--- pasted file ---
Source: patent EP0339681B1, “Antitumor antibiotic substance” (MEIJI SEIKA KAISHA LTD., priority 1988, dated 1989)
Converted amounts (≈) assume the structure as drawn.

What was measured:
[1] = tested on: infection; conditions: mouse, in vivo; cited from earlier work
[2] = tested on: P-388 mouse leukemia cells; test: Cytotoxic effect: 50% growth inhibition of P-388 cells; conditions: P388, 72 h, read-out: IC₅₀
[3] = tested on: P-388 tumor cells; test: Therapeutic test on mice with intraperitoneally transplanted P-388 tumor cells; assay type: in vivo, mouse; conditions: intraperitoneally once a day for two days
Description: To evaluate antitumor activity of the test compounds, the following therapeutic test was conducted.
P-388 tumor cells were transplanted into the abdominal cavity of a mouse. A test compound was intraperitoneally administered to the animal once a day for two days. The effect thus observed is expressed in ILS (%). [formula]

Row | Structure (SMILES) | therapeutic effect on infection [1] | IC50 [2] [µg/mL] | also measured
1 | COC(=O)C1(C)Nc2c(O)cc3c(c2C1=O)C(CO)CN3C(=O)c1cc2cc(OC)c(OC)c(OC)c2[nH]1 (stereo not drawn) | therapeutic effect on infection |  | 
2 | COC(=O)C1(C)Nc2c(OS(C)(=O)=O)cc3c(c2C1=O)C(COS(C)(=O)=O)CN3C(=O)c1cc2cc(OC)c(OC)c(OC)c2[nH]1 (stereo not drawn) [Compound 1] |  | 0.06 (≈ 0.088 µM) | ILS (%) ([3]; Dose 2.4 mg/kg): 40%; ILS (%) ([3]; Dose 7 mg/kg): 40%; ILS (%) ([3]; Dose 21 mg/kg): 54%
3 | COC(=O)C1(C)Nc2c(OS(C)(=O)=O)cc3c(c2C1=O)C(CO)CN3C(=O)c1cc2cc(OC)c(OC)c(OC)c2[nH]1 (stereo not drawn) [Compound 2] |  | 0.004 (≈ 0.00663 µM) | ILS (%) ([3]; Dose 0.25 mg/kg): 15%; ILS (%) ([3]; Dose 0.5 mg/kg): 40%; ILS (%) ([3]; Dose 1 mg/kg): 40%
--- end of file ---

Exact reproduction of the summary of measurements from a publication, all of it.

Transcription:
Source: patent EP0339681B1, “Antitumor antibiotic substance” (MEIJI SEIKA KAISHA LTD., priority 1988, dated 1989)
Converted amounts (≈) assume the structure as drawn.

What was measured:
[1] = tested on: infection; conditions: mouse, in vivo; cited from earlier work
[2] = tested on: P-388 mouse leukemia cells; test: Cytotoxic effect: 50% growth inhibition of P-388 cells; conditions: P388, 72 h, read-out: IC₅₀
[3] = tested on: P-388 tumor cells; test: Therapeutic test on mice with intraperitoneally transplanted P-388 tumor cells; assay type: in vivo, mouse; conditions: intraperitoneally once a day for two days
Description: To evaluate antitumor activity of the test compounds, the following therapeutic test was conducted.
P-388 tumor cells were transplanted into the abdominal cavity of a mouse. A test compound was intraperitoneally administered to the animal once a day for two days. The effect thus observed is expressed in ILS (%). [formula]

Row | Structure (SMILES) | therapeutic effect on infection [1] | IC50 [2] [µg/mL] | also measured
1 | COC(=O)C1(C)Nc2c(O)cc3c(c2C1=O)C(CO)CN3C(=O)c1cc2cc(OC)c(OC)c(OC)c2[nH]1 (stereo not drawn) | therapeutic effect on infection |  | 
2 | COC(=O)C1(C)Nc2c(OS(C)(=O)=O)cc3c(c2C1=O)C(COS(C)(=O)=O)CN3C(=O)c1cc2cc(OC)c(OC)c(OC)c2[nH]1 (stereo not drawn) [Compound 1] |  | 0.06 (≈ 0.088 µM) | ILS (%) ([3]; Dose 2.4 mg/kg): 40%; ILS (%) ([3]; Dose 7 mg/kg): 40%; ILS (%) ([3]; Dose 21 mg/kg): 54%
3 | COC(=O)C1(C)Nc2c(OS(C)(=O)=O)cc3c(c2C1=O)C(CO)CN3C(=O)c1cc2cc(OC)c(OC)c(OC)c2[nH]1 (stereo not drawn) [Compound 2] |  | 0.004 (≈ 0.00663 µM) | ILS (%) ([3]; Dose 0.25 mg/kg): 15%; ILS (%) ([3]; Dose 0.5 mg/kg): 40%; ILS (%) ([3]; Dose 1 mg/kg): 40%